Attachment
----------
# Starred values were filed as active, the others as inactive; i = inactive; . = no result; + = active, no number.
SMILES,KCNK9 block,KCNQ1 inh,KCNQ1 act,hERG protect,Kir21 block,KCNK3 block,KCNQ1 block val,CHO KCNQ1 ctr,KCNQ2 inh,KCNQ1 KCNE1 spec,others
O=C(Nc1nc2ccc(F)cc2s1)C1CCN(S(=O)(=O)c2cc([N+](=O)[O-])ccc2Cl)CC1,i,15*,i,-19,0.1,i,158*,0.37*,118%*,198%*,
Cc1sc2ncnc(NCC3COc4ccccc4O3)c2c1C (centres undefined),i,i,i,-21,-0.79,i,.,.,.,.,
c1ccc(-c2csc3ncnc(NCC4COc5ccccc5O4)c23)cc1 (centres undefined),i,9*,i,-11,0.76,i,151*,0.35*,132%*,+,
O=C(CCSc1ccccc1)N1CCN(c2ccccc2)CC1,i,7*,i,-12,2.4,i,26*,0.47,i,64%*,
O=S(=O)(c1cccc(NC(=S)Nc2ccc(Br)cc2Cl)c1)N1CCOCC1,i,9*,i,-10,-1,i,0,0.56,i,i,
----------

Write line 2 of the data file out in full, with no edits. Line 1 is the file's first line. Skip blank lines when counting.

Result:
SMILES,KCNK9 block,KCNQ1 inh,KCNQ1 act,hERG protect,Kir21 block,KCNK3 block,KCNQ1 block val,CHO KCNQ1 ctr,KCNQ2 inh,KCNQ1 KCNE1 spec,others